More bad news for Binance makes me worried about Nigeria
In yet another horrible PR situation, Binance exchange has been giving the boot in Malaysia. Every time I read about a country kicking out Binance, I read it with a high level of apprehension because I'm heavily reliant on them.
I've taken steps to move away from my overdependency on the exchange but it really can't be helped because they seem to be the only exchange that's very connected to the Nigerian population. They're quite popular around here and virtually everyone that gets onboarded goes in through Binance.
The exchange has been facing scrutiny from financial watchdogs in various parts of the world. Recently, Malaysia joined the list of countries that have it in for the exchange.
According to the publication, Binance exchange has been operating illegally in the Asian country, and so they'll be booted out of the country. This is coming after previous warnings in 2020.
Binance has already been facing scrutiny in countries like UK, USA, Italy, and Germany, to name a few. This bad rep is definitely not good for business.
Binance is no saint but we can't deny its immense impact on the world of cryptocurrencies. It might be a bit of a stretch to say this but attacking Binance feels like an attack on the entire crypto community.
I don't think there's anyone in the world that hasn't had some level of dealings with Binance exchange. I mean, there's a reason why they're regarded as the biggest exchange in the world.
What will Nigeria do?
Well, for now there's not been any issues with Binance in the country. I think there's some level of romance between the "common man" and the exchange, which in turn makes me very nervous because everything that improves life often gets destroyed by this particular administration.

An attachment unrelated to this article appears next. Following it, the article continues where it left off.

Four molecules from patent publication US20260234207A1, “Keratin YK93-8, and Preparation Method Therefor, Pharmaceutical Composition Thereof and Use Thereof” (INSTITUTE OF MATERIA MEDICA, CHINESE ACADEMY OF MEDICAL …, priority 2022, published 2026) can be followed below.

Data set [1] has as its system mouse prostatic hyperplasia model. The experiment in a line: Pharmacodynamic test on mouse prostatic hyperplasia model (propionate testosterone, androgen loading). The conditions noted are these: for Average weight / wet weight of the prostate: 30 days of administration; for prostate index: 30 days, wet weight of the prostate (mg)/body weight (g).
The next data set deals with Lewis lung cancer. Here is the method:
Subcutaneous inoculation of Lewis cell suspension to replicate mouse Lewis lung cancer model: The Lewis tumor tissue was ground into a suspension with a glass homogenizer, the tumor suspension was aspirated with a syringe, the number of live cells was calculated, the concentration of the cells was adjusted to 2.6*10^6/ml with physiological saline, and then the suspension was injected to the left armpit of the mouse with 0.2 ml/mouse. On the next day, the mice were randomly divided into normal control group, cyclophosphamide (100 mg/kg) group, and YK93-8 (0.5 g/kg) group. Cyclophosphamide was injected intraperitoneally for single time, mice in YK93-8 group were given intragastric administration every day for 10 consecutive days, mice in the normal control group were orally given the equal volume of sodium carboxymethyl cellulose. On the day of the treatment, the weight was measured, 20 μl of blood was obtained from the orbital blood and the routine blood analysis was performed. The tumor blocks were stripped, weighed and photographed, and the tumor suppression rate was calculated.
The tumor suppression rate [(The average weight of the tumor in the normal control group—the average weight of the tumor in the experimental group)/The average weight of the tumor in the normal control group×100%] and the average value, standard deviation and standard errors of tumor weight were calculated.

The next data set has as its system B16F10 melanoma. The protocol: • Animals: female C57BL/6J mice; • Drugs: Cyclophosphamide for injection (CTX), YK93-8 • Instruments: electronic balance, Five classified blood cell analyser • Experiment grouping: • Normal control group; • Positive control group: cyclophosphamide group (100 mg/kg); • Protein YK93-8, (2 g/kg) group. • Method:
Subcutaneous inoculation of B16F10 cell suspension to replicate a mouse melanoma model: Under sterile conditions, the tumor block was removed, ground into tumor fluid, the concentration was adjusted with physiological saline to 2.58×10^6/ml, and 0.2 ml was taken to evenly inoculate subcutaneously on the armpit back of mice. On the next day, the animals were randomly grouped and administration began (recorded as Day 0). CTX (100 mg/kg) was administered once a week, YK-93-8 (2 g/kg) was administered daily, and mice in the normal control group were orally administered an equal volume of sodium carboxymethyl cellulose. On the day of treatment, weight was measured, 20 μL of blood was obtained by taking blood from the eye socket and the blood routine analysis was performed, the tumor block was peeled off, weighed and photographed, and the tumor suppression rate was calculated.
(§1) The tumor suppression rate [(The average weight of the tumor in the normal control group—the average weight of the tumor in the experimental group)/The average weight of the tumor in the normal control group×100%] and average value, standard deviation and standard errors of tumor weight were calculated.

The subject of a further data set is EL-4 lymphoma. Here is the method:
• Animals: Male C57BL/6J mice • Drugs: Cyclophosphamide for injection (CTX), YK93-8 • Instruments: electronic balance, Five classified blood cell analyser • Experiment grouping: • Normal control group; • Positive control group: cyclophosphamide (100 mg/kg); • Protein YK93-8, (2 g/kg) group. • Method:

There's no sign of Binance facing any sort of sanction in the country but that doesn't mean everything is clear. Remember that Nigeria still has that annoying crypto policy that prevents financial institutions from touching it.
With a policy like that still in effect, it's not out of the question for the administration to randomly accuse Binance of 'operating illegally" in the country.
It's not like it's out of the question, especially when you consider the Twitter ban that was put in place that has invariably hampered the growth of many businesses that depend on the social network. If something like Twitter can be banned, what's stopping them from going after Binance?
Anyway, thanks to the crypto ban by the government, people in the country realised that crypto might be good for them. In an ironic twist, the ban increased interest in crypto trading within the country.
In countries like Nigeria that run on a "kakistocracy", well-meaning individuals simply just do the opposite of whatever the government says. Banning crypto is just one of many decisions that the government has unwittingly led the people on the right path.
Anyway, since financial institutions can't officially touch crypto, people have turned into financial institutions. Other than Binance, many companies now offer P2P services in buying and selling of crypto.
P2P trading has grown into a source of employment within the country. I mean, it's gotten to the point that there retail traders of cryptocurrencies with physical presence. So you can literally walk into the shop and exchange your crypto for Naira without stress.
Thanks to the ban, crypto has more physical presence in Nigeria. You know what they say, when life gives you cryptoban, you make cryptobannade.
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